While Labour is controlled by the New Labour clique (and it is – these people are serious about power), nobody running as a Labour candidate deserves our support. It doesn’t matter whose name is on the ballot paper. It doesn’t matter if Labour won last time or came second or third. If you can’t stand the Trots and the tankies, vote Lib Dem. If you can’t stand the Lib Dems, vote Green.

    Don’t abstain. Don’t be an idiot and vote Tory.

    But don’t vote Labour.

  3. MPs and councillors of any party are free to cross the floor. Yet they don’t. There _are_ Labour MPs who have shown spirited resistance to the worst of New Labour but they’re still willing to do as Diane Abbott did, for example: voting against 90-day detention but _for_ the Legislative and Regulatory Reform Bill. Who knows why? Promises by Gordon?

    We, on the other hand, only have one vote each: we just aren’t capable of fine discrimination through the ballot box. So, when it comes to voting, I wholeheartedly believe that ‘Anyone But Labour’ is what it has to be. For now.

    There’s more to democracy than the ballot box, though. Use all the channels you have access to.

  4. There’s no point wringing one’s hands about good Labour MPs losing their seats. Labour needs a hard smack on the nose now.

    The worst thing that happened in 2005 is that the party got off scott (report) free for the most part in the General Election. By giving them a 66 seat majority we let them off the hook for Iraq, Hutton, PFI…

    A good kicking could be what’s needed to put the government on the straight and narrow. And as an added bonus it would speed Blair’s departure!

  5. But a good kicking for Labour is also what’s needed to put a Conservative government back in power. I think the point of wringing your hands about good Labour MPs losing their seats is that, er, it’s a bad thing if good Labour MPs lose their seats.

    I’ve waffled on at greater length over here, but… The Tories are not the answer. The Lib Dems not a viable answer yet, and may never be. No party has a monopoly on liberty or authoritarianism. To fixate so hard on Labour as being the one and only problem for liberty in this country that you can’t even distinguish between good and bad MPs is just kamikaze politics.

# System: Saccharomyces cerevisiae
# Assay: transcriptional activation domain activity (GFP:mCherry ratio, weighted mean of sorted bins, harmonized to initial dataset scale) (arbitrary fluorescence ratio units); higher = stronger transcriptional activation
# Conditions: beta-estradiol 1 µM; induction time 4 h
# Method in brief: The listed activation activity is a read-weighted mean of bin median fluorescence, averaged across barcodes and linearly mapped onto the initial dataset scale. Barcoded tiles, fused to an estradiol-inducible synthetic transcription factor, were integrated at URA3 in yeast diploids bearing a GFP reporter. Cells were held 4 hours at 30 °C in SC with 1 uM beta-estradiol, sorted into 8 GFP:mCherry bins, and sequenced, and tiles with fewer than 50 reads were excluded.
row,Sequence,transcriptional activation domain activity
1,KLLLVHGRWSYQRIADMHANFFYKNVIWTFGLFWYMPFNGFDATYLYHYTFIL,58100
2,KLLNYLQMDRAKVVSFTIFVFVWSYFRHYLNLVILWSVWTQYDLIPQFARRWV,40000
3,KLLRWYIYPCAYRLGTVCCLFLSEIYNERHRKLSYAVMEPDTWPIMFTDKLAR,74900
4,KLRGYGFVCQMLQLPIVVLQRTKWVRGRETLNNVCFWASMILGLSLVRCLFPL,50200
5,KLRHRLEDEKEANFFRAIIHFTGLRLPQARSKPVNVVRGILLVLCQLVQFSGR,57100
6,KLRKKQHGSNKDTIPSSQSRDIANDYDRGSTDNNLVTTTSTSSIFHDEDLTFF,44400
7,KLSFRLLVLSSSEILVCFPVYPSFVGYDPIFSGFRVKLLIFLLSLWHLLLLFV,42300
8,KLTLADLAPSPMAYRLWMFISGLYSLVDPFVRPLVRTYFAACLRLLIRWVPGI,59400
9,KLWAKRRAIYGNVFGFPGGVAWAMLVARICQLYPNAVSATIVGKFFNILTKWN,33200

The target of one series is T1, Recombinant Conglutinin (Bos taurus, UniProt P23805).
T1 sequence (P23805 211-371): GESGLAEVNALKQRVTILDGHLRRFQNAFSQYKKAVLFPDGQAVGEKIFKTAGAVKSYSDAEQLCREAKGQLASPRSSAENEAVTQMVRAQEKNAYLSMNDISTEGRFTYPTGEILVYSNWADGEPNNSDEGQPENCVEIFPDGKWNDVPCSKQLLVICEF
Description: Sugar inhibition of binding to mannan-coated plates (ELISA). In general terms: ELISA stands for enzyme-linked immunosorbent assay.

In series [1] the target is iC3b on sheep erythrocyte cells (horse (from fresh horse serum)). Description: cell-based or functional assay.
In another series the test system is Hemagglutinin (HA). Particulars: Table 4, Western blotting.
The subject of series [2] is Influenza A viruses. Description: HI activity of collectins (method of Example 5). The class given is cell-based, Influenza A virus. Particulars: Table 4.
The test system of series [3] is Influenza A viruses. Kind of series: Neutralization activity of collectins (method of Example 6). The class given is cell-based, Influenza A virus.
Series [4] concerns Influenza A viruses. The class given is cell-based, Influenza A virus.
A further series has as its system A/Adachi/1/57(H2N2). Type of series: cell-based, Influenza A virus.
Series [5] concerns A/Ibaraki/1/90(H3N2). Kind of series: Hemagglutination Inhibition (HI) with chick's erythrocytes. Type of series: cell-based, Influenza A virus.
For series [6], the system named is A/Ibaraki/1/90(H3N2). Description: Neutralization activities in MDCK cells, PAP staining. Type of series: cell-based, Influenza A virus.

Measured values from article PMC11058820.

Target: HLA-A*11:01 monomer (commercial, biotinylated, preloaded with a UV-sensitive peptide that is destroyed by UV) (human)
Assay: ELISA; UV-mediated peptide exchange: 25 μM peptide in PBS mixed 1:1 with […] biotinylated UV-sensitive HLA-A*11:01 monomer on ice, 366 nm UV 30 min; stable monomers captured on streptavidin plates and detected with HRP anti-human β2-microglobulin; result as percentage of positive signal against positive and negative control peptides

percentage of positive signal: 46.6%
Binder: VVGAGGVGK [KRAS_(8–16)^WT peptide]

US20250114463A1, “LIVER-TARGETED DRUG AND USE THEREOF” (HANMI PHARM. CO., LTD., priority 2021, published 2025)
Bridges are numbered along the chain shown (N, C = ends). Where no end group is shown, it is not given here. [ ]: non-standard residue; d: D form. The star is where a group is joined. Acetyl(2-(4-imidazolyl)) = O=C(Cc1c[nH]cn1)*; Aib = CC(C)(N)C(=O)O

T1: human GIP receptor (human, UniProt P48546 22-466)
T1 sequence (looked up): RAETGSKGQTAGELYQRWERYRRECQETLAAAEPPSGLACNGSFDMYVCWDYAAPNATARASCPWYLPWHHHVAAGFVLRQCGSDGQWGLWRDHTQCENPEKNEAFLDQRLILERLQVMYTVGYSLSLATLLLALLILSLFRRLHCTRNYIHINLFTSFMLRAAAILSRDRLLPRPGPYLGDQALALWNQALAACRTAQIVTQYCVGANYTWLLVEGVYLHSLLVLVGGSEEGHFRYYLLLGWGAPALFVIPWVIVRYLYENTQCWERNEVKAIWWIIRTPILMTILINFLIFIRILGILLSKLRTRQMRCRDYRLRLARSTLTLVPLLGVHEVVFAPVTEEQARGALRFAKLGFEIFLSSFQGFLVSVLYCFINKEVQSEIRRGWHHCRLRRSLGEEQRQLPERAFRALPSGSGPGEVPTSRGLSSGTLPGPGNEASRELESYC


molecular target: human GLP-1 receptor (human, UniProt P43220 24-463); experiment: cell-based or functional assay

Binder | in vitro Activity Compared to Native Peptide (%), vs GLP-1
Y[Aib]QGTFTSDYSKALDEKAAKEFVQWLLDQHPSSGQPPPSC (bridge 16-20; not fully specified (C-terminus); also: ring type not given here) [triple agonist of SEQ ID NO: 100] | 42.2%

6. Tom, essentially, I agree.

    In a way, it’s gone too far too fast, so a moment to take pause and think things through is needed. No idea exactly how to go or where to target it directly, but it did get consumed a litt;e Anyone But Labour effectively came from Blairwatch, I didn’t see the flaws in it when I picked it up as a tag, but, well, the delights of blogging is people can critique.

    Yours is an important one.

    For the record, I’m utterly convinced that a Tory govt is impossible givent eh electoral maths, they simple can’t win enough seats, psephology says no. If analysis says otherwise then things may change, but for now?

    I want as many pro-liberty MPs as possible, from whatever party. I’m pretty sure of mostof the LibDems, and there are a number of Tories (and even more likely candidates) that should be good.

    Beyond that, not sure. Nascent, it’s less than a week since this started. Still lots of time to iron out the flaws.

  7. I think the point of wringing your hands about good Labour MPs losing their seats is that, er, it?s a bad thing if good Labour MPs lose their seats.

    I refer the honourable gentleman to my previous comment. Seriously: part of the definition of a boycott is that it doesn’t deliver the best possible result – if it did, you would have done it anyway. (South African wine is actually quite good…)

    Of course it?s a bad thing if good Labour MPs lose their seats. But if that’s what it takes to stop the country being governed by New Labour – and controlling the party is one thing New Labour are very serious indeed about – then it’s a price we should pay.

  8. Thanks Phil. The brutal fact of the matter is, for every Labour MP returned, that smug ponce Blair gets just a bit more legitimacy. And if truth be told, four years of Tory rule might remind everyone, including Labour, of a time when principles actually meant something.

    Face facts: most politicians are whores. And so, sometimes, you need to show them the pimp hand…